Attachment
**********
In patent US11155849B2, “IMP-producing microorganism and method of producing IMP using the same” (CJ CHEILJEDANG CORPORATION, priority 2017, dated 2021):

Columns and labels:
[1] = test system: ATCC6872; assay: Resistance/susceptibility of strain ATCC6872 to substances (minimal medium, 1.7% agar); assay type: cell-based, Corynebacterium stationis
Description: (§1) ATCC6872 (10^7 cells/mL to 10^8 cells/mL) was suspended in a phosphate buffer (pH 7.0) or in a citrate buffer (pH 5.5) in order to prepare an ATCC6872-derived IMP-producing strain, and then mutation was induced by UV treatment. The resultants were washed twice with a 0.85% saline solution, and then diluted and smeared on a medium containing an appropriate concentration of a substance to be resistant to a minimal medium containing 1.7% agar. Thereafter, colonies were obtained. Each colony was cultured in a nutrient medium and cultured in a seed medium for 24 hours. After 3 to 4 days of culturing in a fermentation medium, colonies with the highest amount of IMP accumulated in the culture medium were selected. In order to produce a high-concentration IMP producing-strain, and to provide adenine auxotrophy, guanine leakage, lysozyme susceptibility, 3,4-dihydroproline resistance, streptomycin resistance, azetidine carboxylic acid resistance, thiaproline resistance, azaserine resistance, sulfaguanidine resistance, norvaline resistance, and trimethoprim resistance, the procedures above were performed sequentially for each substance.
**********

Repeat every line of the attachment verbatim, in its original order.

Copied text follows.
In patent US11155849B2, “IMP-producing microorganism and method of producing IMP using the same” (CJ CHEILJEDANG CORPORATION, priority 2017, dated 2021):

Columns and labels:
[1] = test system: ATCC6872; assay: Resistance/susceptibility of strain ATCC6872 to substances (minimal medium, 1.7% agar); assay type: cell-based, Corynebacterium stationis
Description: (§1) ATCC6872 (10^7 cells/mL to 10^8 cells/mL) was suspended in a phosphate buffer (pH 7.0) or in a citrate buffer (pH 5.5) in order to prepare an ATCC6872-derived IMP-producing strain, and then mutation was induced by UV treatment. The resultants were washed twice with a 0.85% saline solution, and then diluted and smeared on a medium containing an appropriate concentration of a substance to be resistant to a minimal medium containing 1.7% agar. Thereafter, colonies were obtained. Each colony was cultured in a nutrient medium and cultured in a seed medium for 24 hours. After 3 to 4 days of culturing in a fermentation medium, colonies with the highest amount of IMP accumulated in the culture medium were selected. In order to produce a high-concentration IMP producing-strain, and to provide adenine auxotrophy, guanine leakage, lysozyme susceptibility, 3,4-dihydroproline resistance, streptomycin resistance, azetidine carboxylic acid resistance, thiaproline resistance, azaserine resistance, sulfaguanidine resistance, norvaline resistance, and trimethoprim resistance, the procedures above were performed sequentially for each substance.